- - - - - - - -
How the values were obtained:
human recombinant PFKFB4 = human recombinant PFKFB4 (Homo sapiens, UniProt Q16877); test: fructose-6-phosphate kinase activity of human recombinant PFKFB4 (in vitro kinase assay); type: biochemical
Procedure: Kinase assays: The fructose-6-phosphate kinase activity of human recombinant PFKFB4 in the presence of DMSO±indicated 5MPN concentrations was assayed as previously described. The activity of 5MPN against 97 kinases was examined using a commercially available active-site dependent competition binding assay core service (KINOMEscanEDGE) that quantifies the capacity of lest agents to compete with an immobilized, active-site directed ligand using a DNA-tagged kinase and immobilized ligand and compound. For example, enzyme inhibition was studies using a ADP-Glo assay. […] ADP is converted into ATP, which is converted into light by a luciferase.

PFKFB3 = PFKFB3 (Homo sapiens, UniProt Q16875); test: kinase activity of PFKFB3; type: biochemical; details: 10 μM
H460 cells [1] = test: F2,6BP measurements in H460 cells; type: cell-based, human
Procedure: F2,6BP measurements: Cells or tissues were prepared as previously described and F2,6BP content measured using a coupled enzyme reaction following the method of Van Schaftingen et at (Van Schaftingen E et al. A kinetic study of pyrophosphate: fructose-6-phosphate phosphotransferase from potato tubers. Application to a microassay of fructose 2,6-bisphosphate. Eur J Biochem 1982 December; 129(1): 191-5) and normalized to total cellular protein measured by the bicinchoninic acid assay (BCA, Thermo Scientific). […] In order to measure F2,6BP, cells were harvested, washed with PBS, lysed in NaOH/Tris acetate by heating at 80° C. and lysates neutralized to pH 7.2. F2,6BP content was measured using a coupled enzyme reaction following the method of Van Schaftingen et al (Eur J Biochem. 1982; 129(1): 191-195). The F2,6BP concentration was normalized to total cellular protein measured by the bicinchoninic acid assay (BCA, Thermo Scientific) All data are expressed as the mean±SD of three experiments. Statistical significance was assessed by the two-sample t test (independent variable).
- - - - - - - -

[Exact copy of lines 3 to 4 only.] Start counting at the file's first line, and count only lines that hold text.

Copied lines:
Procedure: Kinase assays: The fructose-6-phosphate kinase activity of human recombinant PFKFB4 in the presence of DMSO±indicated 5MPN concentrations was assayed as previously described. The activity of 5MPN against 97 kinases was examined using a commercially available active-site dependent competition binding assay core service (KINOMEscanEDGE) that quantifies the capacity of lest agents to compete with an immobilized, active-site directed ligand using a DNA-tagged kinase and immobilized ligand and compound. For example, enzyme inhibition was studies using a ADP-Glo assay. […] ADP is converted into ATP, which is converted into light by a luciferase.

PFKFB3 = PFKFB3 (Homo sapiens, UniProt Q16875); test: kinase activity of PFKFB3; type: biochemical; details: 10 μM